EIGHT YEARS IN, Patrick Kriss confidently stays the course with his highly orchestrated tasting menus — expect a three-hour seating — executed with the elevated finesse loyal clients have come to expect — nay, demand. Not to rest on his Michelin star, Kriss and his kitchen team, helmed by Tim Yun, seduce with luxurious ingredients rather than daring combinations. The techniques are cutting-edge and the culinary styles, veering from Japanese to French and North American, rely on well-travelled ingredients (read: rare and expensive). Petrossian caviar sits alongside smoked Scottish salmon, foie gras tarts are touched with an apple-Calvados gel, and Hokkaido scallops are seasoned with Trikalinos bottarga from Greece. Canada gets a wave too with Saltspring mussels and Quebec milk-fed veal, and an East Coast lobster paired with Hokkaido uni and scrambled-egg foam. The dishes are always pretty and the sauces rich and generously deployed. The menu is not posted online and typically does not change dramatically with the seasons; rather, Yun and Kriss tweak it as they go, swapping in the best of whatever the world provides. Opt for wine director Christopher Sealy’s pairings, which come in two differently priced flights. A word of advice: Go premium and don’t look back.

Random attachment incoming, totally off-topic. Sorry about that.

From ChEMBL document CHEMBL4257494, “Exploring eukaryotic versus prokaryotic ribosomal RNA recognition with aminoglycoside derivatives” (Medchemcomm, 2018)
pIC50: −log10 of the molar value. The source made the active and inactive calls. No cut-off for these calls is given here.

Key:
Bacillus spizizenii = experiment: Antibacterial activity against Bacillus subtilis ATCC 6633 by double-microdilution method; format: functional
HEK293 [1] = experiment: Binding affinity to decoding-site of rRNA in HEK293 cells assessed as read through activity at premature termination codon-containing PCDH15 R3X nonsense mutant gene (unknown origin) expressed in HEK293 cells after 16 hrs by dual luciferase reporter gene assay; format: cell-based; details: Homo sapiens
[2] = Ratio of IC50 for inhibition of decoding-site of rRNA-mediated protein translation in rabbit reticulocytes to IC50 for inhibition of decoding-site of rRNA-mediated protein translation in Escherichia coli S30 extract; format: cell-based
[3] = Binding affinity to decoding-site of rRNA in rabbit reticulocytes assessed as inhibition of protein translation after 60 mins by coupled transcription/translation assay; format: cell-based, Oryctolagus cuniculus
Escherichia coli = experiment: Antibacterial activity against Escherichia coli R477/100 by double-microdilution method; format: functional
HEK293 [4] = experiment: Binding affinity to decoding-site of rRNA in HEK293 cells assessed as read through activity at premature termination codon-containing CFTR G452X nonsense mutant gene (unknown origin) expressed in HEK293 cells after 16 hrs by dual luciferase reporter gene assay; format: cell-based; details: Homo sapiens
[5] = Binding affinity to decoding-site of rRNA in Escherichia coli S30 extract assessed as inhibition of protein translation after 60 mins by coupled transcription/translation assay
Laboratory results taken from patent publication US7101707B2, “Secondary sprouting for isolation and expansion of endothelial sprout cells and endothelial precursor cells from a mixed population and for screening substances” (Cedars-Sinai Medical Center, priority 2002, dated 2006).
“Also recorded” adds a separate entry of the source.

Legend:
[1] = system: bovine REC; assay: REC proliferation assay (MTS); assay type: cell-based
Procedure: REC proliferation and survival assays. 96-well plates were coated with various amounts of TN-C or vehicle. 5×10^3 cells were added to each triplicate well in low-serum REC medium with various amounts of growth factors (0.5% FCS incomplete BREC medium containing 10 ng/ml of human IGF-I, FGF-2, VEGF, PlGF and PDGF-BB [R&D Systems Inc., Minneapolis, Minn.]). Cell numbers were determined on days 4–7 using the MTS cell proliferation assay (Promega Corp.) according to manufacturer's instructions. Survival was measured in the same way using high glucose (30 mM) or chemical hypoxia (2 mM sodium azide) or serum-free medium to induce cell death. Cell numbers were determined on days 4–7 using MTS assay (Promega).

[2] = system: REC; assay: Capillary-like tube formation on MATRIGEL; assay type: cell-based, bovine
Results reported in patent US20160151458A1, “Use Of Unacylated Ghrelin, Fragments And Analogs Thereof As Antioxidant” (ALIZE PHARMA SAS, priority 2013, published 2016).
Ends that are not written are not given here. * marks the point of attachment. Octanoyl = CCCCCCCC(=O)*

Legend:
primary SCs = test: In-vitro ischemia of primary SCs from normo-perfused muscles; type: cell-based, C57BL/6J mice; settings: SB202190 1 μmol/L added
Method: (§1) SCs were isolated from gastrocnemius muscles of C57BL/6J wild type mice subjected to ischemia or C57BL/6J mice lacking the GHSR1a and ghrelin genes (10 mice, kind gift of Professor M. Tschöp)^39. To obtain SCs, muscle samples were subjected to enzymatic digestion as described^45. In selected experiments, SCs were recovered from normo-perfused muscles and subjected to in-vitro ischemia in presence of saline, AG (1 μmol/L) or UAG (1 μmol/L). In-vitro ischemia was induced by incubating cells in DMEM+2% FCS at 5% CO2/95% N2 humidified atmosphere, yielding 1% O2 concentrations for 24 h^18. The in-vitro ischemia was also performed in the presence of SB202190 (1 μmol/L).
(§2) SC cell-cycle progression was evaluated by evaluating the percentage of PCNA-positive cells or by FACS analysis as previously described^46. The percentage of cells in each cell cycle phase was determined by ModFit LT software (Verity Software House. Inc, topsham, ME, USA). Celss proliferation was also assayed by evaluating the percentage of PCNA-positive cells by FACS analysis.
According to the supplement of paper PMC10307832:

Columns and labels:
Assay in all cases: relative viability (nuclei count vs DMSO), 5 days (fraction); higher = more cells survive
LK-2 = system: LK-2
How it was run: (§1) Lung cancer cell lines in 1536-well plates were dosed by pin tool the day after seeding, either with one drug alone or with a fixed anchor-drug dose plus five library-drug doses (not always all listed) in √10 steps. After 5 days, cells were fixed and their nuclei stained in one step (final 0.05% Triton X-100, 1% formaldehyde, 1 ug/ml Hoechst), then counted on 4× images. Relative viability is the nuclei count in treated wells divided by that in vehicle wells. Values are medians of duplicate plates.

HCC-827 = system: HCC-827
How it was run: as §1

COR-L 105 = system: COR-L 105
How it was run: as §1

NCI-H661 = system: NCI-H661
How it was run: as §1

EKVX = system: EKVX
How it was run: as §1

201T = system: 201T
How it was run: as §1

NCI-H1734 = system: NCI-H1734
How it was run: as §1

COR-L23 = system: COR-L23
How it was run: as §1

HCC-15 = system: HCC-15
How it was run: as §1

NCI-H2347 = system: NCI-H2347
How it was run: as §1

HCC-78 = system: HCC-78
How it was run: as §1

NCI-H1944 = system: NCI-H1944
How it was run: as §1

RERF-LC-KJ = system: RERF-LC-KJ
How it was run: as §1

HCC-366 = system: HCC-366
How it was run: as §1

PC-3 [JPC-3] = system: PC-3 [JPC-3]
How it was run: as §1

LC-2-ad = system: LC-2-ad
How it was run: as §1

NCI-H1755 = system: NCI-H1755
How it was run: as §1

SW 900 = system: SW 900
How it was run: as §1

Score a walk-in at the Barroom.
The Hidden Track — barman Lee Bond’s spicy passion-fruit margarita.
Photos: Jonathan Adediji
It's elusive, that sweet spot between being a special-occasion restaurant and a no-occasion let’s-grab-a-bite kind of place.
EIGHT YEARS IN, Patrick Kriss confidently stays the course with his highly orchestrated tasting menus.